Does Process Matter?

There was an interesting discussion on ebizQ around the question “What does enterprise tech have to learn from Steve Jobs’ success?” What made it even more interesting for me is that even though the question was asked of the process community, not one person answered “better process management” and certainly not “leveraging a BPMS”. So does that mean that even the process community doesn’t see any way to link outsize success to better process management? – or is this just a quirk related to Apple?

If the same question would have been raised 60 or so years ago about the great manufacturing companies like GM – I’ll  bet we would have heard a lot more process related answers. Those companies really became succesful because of better processes. But today, when process professionals were asked about what made Apple great – the answer revolved around design, user experience, customer understanding and innovation.

It is clear that companies need to manage processes well, but that isn’t what makes a company great. I am sure Apple had some really good processes, but today those are table stakes. The real battlefield is in the realm of knowledge workers – design, user experience, innovation, customer understanding – and most of today’s process thinking and tools don’t help much there.  That is why I don’t think ignoring process as a success factor is a quirk related to Apple, it reflects what is really important for a company to be succesful in today’s world. Process won’t make your company great – design, user experience, customer understanding and innovation will.

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5 Responses to “Does Process Matter?”

  1. Scott Francis (@sfrancisatx) Says:

    Actually I’ve made the point about Apple and BPM several times over the years. I linked to the thread of articles in my ebizQ comment but I don’t blame you for not reading them all 😉

    In particular: http://www.bp-3.com/blogs/2009/01/apple-and-business-process-management/

    You’re wrong in saying that process isn’t what makes Apple great – their processes for product design and how they decide to go to market are the best. All the great designs in the world wouldn’t be enough if they didn’t have the process prowess to back them up. But, similarly, all the process prowess in the world isn’t enough if you don’t have the ability to design (see Dell, HP).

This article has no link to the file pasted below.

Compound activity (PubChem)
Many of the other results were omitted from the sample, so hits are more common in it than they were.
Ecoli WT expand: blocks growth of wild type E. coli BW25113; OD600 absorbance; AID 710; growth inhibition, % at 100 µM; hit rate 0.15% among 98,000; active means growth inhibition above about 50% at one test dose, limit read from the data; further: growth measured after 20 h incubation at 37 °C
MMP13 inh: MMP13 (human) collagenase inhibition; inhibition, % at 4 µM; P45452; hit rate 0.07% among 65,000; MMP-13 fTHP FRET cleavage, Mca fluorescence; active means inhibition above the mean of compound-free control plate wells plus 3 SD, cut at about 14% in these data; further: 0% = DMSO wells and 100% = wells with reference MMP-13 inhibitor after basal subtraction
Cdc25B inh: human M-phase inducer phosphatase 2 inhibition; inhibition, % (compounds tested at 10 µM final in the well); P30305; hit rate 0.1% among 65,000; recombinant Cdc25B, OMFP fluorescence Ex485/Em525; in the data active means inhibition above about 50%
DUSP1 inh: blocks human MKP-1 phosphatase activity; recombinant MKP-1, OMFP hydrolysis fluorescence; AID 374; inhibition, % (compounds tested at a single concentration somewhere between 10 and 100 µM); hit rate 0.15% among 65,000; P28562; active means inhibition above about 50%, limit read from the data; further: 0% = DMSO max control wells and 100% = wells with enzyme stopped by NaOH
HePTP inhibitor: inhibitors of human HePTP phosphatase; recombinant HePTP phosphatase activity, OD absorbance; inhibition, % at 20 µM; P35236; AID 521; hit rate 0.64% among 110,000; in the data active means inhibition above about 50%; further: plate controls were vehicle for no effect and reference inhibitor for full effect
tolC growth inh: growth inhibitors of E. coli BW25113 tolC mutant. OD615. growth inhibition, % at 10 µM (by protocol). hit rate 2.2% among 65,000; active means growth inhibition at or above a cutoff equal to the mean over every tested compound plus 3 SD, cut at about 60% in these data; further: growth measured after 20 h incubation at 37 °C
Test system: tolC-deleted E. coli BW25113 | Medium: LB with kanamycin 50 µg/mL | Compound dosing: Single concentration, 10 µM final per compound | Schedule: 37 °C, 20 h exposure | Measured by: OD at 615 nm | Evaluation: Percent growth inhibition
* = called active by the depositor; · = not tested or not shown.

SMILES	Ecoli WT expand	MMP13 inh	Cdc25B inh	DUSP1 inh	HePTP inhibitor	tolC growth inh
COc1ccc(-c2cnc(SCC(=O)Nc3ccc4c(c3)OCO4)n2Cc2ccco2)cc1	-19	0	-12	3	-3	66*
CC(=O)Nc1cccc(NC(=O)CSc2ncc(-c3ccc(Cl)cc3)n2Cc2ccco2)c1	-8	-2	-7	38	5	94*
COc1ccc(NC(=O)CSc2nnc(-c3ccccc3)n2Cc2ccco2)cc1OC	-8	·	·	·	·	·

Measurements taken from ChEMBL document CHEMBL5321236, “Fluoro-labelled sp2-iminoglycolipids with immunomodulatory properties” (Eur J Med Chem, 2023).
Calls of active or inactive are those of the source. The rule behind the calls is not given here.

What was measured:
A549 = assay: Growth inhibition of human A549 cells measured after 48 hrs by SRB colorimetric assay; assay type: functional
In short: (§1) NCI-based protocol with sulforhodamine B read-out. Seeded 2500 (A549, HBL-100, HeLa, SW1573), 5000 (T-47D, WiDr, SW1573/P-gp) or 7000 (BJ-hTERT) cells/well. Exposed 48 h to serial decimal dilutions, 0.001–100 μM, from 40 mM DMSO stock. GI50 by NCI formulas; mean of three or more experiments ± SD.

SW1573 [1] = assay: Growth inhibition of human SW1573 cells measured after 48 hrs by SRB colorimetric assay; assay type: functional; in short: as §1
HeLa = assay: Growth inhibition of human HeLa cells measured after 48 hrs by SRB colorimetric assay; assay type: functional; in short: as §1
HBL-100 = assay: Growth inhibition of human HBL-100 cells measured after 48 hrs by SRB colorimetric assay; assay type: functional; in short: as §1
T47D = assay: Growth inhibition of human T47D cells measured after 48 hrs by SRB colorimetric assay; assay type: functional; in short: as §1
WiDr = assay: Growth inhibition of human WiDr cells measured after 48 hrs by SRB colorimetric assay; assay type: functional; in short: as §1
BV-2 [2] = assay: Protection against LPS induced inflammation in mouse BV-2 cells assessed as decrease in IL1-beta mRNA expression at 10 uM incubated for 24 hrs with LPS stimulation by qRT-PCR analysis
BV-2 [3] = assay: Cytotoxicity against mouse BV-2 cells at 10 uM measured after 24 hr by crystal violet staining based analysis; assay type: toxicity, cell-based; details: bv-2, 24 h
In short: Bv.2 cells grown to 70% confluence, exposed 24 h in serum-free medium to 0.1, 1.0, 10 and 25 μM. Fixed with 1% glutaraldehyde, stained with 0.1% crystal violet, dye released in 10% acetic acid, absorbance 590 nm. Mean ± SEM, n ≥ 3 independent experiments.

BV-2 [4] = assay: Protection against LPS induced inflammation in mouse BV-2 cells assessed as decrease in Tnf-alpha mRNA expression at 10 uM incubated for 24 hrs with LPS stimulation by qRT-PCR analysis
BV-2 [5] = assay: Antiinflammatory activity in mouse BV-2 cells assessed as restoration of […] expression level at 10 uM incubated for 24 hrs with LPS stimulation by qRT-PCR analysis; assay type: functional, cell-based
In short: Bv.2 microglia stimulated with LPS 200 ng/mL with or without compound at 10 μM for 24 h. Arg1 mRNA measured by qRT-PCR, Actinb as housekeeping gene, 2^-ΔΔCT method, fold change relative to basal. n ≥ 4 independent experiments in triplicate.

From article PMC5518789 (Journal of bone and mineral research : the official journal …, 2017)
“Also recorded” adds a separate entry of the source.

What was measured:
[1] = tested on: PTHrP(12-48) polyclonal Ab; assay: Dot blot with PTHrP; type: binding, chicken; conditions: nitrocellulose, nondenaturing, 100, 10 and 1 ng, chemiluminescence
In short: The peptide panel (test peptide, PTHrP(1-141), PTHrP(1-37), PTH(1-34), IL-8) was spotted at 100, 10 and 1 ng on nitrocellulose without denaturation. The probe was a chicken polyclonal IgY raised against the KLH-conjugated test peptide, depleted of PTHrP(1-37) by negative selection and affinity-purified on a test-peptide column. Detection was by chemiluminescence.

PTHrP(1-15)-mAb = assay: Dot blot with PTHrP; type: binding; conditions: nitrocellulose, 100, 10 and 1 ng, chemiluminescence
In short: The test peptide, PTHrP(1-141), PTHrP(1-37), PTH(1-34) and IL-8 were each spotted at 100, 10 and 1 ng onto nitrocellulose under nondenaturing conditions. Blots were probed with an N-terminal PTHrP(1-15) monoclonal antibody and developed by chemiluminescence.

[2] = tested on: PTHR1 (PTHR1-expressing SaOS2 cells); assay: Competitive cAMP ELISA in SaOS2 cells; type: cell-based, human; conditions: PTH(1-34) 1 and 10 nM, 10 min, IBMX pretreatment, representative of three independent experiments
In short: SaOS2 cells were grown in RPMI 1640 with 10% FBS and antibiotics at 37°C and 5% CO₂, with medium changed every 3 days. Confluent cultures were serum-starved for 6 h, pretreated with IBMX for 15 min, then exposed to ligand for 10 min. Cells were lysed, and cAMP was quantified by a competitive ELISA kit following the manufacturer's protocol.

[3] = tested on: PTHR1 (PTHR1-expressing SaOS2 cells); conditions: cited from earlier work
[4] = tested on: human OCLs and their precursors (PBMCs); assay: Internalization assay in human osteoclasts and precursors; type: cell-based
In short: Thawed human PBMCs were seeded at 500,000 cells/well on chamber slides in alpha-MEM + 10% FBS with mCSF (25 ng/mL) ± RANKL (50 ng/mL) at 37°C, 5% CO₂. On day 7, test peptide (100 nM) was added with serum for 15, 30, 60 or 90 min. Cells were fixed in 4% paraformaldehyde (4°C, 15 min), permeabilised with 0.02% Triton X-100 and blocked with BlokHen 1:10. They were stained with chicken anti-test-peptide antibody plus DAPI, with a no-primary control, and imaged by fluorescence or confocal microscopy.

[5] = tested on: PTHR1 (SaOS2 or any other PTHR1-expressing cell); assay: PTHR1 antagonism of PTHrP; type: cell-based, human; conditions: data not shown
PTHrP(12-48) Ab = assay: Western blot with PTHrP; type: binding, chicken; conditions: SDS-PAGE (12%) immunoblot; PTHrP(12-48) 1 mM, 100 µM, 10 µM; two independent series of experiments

Design, by the way, is a process… So is developing a good user experience. The companies that are good at this have process around it. It isn’t “automation” the way most people think when you say “process” but it is a process nonetheless.

    • Jacob Ukelson Says:

      Scott.
      Mea Culpa – I missed your post.

      Now that I have read it, I think we are saying the same thing – Apple does leverage world class processes – but that isn’t what makes them great.

      Jacob

  2. Craig J Willis Says:

    Process is a great way to design our business, unfortunately most process isn’t usable from a worker or customer perspective. And if it is that’s generally by accident.

    Process can and should be used to guide the way people work but it should not be deployed as thick text based manuals or complex over prescriptive process diagrams. It has to be almost invisible to the users, it’s there all the time but they hardly notice it.

    That, to me, is where process, design and usability should meet in the future.

  3. BPM Quotes of the week « Adam Deane Says:

    […] Process and Apple – Jacob Ukelson It is clear that companies need to manage processes well, but that isn’t […]

  4. Does Apple Have Great Processes? » Process for the Enterprise Says:

    […] Jacob Ukelson recently said: There was an interesting discussion on ebizQ around the question “What does enterprise tech have to learn from Steve Jobs’ success?” What made it even more interesting for me is that even though the question was asked of the process community, not one person answered “better process management” and certainly not “leveraging a BPMS”. So does that mean that even the process community doesn’t see any way to link outsize success to better process management? – or is this just a quirk related to Apple? […]

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